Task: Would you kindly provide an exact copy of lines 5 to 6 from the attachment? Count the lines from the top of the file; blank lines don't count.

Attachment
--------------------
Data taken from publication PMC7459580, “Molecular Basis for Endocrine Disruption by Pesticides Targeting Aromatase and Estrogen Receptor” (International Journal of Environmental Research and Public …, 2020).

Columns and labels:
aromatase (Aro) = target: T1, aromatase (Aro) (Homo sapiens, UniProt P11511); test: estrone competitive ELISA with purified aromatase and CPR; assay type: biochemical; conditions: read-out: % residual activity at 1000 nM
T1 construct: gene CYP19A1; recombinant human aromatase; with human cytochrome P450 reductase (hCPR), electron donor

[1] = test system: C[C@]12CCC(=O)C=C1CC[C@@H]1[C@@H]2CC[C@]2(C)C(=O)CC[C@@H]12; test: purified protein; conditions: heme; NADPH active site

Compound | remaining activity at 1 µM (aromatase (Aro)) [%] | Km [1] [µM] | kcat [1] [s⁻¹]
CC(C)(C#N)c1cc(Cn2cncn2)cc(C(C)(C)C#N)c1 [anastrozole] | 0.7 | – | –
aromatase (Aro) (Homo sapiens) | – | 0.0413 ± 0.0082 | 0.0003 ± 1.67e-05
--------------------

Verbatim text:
[1] = test system: C[C@]12CCC(=O)C=C1CC[C@@H]1[C@@H]2CC[C@]2(C)C(=O)CC[C@@H]12; test: purified protein; conditions: heme; NADPH active site

Compound | remaining activity at 1 µM (aromatase (Aro)) [%] | Km [1] [µM] | kcat [1] [s⁻¹]